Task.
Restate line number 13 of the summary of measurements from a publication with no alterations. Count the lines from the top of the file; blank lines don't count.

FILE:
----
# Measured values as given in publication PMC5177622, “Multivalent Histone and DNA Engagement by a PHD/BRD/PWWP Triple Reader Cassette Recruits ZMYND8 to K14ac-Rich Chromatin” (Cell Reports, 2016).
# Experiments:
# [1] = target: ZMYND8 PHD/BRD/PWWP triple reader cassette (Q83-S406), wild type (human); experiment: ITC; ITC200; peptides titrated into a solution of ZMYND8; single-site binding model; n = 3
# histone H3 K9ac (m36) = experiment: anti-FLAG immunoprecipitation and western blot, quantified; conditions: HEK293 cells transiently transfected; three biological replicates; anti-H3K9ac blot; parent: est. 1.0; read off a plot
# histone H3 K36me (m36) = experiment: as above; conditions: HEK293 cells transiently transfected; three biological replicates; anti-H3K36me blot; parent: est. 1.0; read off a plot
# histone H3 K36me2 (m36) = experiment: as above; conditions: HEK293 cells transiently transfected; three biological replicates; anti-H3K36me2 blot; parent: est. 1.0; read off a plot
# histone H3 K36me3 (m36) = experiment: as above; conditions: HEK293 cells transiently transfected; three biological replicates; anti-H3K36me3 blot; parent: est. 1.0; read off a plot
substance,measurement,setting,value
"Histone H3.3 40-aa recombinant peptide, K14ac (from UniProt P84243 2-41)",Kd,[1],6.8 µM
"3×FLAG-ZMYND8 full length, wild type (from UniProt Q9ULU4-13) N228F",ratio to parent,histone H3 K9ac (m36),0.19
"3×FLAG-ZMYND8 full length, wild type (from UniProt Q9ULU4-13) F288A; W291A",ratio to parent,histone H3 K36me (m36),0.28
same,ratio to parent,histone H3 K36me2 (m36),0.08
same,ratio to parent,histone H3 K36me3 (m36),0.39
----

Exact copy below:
same,ratio to parent,histone H3 K36me3 (m36),0.39